McCormick House Murals
Robert R. McCormick was born in 1849 and made tremendous impacts on politics, media, and First Amendment issues. He went on to become the owner and publisher of the Chicago Tribune, making it the famous magazine for which it is known today. The McCormick House, built in 1896 by Joseph Medill, McCormick’s grandfather, was used as Robert and his first wife Amy’s summer home, and later became their permanent residence. The grounds are known as the Red Oak Farm, and they renamed the estate “Cantigny” to honor the French village where Robert served in World War I. By the 1930s, Robert turned the Cantigny estate into the Tribune Experimental Farms where 1000 acres were devoted to testing a wide variety of crops and animals. A regular column, “Day by Day on the Farm,” ran in the Chicago Tribune, reporting on ongoing farm operations. Farming operations ceased after Robert’s death in 1955 and Cantigny opened as a public park and museum in 1958.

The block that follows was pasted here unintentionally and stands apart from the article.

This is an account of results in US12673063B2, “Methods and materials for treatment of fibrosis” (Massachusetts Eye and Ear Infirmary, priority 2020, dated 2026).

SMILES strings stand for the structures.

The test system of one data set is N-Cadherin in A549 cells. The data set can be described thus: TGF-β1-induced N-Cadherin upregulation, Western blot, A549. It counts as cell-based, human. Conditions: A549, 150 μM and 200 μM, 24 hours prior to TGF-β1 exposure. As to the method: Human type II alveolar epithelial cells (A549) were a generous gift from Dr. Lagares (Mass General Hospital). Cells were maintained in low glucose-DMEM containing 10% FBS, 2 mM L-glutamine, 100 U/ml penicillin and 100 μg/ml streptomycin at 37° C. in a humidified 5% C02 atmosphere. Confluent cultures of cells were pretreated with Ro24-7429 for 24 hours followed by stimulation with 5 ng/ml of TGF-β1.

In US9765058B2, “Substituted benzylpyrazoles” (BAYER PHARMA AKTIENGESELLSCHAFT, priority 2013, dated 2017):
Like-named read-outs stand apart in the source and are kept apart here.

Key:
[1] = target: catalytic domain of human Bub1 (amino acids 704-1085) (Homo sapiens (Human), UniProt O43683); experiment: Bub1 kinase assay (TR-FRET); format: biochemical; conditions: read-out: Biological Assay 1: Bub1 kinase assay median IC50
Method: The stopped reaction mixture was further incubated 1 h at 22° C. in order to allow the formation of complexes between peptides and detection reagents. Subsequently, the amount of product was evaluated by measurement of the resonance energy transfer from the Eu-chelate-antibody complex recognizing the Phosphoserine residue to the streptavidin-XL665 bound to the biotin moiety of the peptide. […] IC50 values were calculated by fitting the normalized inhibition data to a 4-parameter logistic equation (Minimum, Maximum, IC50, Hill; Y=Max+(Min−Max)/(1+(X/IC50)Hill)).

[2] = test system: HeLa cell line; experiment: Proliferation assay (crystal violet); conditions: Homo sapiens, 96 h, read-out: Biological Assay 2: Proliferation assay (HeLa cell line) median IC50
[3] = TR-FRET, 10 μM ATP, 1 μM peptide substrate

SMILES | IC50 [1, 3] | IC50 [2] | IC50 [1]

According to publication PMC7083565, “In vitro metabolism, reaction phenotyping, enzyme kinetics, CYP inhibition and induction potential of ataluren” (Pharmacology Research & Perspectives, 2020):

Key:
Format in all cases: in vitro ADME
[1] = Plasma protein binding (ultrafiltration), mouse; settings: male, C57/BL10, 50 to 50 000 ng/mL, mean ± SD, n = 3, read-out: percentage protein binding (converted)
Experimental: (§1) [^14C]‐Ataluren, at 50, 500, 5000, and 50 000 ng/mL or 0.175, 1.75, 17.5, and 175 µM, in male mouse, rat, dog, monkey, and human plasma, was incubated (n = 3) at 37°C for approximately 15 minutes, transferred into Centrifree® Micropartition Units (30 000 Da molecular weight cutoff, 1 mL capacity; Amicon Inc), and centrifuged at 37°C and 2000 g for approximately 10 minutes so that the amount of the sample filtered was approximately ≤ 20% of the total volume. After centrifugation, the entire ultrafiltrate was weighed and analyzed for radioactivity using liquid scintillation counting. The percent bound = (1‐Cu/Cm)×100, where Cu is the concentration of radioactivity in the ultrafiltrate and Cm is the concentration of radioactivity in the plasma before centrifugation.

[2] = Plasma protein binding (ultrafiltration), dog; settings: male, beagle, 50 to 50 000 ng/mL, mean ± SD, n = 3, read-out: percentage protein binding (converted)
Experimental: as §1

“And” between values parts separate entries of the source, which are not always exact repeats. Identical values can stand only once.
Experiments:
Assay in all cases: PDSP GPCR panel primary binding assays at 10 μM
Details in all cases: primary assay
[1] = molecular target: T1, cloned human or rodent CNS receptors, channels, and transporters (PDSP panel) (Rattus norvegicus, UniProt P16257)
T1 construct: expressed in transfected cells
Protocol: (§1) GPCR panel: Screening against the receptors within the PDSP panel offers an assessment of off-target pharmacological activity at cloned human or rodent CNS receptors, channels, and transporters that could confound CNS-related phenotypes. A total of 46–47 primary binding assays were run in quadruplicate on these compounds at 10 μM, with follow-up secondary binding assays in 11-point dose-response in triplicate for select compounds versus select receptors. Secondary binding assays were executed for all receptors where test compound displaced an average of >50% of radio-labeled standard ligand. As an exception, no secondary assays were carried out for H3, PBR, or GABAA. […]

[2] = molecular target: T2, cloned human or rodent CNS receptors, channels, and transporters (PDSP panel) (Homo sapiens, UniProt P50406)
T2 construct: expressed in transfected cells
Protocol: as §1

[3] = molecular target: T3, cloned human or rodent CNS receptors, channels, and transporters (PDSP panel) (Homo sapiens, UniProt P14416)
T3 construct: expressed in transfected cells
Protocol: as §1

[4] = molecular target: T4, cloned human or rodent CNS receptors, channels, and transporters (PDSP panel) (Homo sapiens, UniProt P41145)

In October 2020, our conservators completed an initial assessment documenting, treatment testing, and photographing the historic, hand-painted wallpaper decorating the walls of the dining room in the Museum. These wall coverings were purchased by McCormick and his second wife, Maryland, on one of several trips to China. The 70-foot mural was originally painted on rice paper, which the McCormicks had put on a thin linen backing and cut into panels to be installed as wallpaper for the dining room. After Mr. McCormick passed away in 1955, Mrs. McCormick moved to Washington, DC, taking the paper with her, but later returned it to the house where it was reinstalled in its original location. Due to planned building renovations, selective sections of the mural were removed to allow access for construction and repairs to the wall surfaces behind. In addition, plans are in place to infill one of the doorways. A new section of the mural will be created to cover the filled space and unify the painted panels on either side.